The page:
Friday, December 24, 2010

Congress Repeals “Don't Ask,” Ending 17-Year Ban On Nosiness In Military

Members of the United States Armed Forces will no longer have to hide their inquisitive orientations. President Obama signed a law Wednesday that will reverse the military's “Don't Ask, Don't Tell” policy, which for 17 years has prevented nosy men and women from openly asking their colleagues if they are gay.

“No longer will tens of thousands of Americans be forced to keep their questions to themselves,” Obama said at the signing ceremony. “For too long we have denied the bravery and patriotism of some of our most extraordinary servicemembers because they happen to be nosy.”

Though many have focused on the “Don't Tell” portion of the existing policy, which prevents homosexual men and women from serving openly, most people agree that the “Don't Ask” portion has been a far more significant impediment to civil liberties. “Only one in ten servicemen and women are gay,” said Sgt. Lou Falchi. “But everyone is curious about who's gay.”

Nosiness-rights advocates applauded the measure. “My intrusiveness is who I am,” said Alice Stark. Paul Dickens, her nosy partner of 15 years, agreed. “Sure, we may not be able to procreate—no one would submit their reproductive organs to someone as relentlessly, flamboyantly prodding as Alice. But it doesn't mean she loves her country any less.”

Donald Fairfax, who is serving his third tour in Afghanistan, said, “We got to see the new Coen brothers flick, and when it's over a private in my division goes, 'Matt Damon is very handsome.' I wanted to be like, 'Dude, are you gay?' But if I'd said it, I'd be discharged. If you ask me,” Fairfax said, “the military's going to be stronger now that I can openly question that dude's sexuality.”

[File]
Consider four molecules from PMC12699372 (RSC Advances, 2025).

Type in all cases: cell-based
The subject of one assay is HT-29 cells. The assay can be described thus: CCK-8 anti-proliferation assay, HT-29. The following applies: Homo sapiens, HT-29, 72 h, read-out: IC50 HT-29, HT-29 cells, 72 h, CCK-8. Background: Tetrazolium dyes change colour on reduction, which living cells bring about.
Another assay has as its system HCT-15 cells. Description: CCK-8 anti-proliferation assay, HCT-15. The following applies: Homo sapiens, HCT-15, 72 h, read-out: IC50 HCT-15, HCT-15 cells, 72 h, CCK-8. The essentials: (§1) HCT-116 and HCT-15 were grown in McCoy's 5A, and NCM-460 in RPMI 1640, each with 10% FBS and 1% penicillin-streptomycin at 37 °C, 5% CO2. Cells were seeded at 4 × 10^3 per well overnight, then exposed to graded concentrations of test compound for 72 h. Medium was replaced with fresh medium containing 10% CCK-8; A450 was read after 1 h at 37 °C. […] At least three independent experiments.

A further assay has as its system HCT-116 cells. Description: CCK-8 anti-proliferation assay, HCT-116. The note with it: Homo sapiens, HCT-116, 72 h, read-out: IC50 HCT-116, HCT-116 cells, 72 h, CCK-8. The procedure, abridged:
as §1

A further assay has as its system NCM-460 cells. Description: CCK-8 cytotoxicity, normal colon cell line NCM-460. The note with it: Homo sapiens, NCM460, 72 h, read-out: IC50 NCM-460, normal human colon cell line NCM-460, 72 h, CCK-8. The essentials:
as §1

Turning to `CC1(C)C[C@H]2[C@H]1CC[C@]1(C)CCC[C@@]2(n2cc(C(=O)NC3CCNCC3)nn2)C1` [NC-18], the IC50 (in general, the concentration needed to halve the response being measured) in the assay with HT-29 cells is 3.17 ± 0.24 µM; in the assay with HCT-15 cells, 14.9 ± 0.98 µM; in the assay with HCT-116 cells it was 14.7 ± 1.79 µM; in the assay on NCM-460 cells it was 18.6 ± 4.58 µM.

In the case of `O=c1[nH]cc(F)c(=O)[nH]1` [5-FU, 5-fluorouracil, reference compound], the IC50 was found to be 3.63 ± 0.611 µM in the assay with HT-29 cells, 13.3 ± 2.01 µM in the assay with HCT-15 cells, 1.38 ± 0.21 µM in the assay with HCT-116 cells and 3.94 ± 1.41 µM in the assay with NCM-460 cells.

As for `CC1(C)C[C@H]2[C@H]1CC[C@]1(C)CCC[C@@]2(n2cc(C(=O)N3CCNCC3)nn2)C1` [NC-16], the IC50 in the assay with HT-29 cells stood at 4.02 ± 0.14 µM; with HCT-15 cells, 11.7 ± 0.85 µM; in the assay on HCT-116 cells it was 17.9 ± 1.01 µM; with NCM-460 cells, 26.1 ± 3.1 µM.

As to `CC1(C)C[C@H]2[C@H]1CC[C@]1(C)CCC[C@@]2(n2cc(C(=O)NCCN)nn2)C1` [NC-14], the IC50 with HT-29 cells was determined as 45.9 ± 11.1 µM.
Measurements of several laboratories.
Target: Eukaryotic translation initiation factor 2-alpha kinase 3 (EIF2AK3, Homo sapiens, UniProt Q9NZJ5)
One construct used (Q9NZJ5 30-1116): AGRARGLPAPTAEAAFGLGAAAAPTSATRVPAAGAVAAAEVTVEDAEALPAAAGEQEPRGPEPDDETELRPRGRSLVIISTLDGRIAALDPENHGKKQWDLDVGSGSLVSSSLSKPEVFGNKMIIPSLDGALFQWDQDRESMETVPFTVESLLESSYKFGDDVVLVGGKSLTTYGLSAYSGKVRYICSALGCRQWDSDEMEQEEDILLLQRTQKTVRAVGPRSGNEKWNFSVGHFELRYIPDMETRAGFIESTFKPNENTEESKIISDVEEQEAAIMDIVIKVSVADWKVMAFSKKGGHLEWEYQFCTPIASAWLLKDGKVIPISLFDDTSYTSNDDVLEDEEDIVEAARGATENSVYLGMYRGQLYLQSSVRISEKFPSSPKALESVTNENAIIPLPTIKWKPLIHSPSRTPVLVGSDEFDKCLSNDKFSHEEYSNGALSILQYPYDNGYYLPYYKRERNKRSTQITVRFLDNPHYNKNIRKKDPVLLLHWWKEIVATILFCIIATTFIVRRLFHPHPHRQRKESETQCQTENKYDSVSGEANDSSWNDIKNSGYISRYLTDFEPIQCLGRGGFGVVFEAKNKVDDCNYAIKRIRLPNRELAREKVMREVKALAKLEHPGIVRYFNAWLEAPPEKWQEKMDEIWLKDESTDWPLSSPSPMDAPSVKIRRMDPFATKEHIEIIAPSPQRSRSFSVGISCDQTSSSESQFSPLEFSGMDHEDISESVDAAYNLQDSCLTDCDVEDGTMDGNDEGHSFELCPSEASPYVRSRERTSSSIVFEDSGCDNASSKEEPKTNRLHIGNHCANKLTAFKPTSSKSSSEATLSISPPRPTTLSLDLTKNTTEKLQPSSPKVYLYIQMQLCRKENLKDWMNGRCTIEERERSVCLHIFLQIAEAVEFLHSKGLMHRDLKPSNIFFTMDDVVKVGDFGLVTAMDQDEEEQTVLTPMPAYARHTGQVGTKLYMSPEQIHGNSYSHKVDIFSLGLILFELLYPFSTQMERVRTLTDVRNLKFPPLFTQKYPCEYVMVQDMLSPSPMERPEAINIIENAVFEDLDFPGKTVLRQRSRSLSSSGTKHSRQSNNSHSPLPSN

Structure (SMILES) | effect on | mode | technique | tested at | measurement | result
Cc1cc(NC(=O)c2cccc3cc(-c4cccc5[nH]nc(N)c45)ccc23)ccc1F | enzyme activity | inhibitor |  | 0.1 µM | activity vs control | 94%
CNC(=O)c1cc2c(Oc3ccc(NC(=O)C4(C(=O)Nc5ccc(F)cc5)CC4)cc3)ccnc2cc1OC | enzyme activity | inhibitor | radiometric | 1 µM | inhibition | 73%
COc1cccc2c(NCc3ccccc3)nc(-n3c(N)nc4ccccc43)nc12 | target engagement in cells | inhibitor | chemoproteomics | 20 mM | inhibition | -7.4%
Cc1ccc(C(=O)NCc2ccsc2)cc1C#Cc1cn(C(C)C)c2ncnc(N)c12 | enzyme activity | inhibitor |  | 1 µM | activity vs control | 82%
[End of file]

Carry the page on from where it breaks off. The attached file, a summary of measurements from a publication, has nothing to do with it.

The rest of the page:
Emboldened by their victory, Stark, Fairfax, and other NIBTQ (nosy-inquisitive-bi-interrogative-tampering-questioning) citizens plan to focus on their ultimate goal: nosy marriage.

But critics of the repeal, led by Senator John McCain, worry that its passage will lower morale in the military. McCain issued a statement following the bill's passage that said, “Who's going to want to take a shower with another officer, when you constantly have to look over your shoulder to see if he's looking at you like he's going to ask you a question?”

Despite McCain's opposition, eight Republican Senators joined the 57 members of the Democratic caucus to vote for repeal, effectively putting to rest categorizations of the GOP as unanimously interrophobic.

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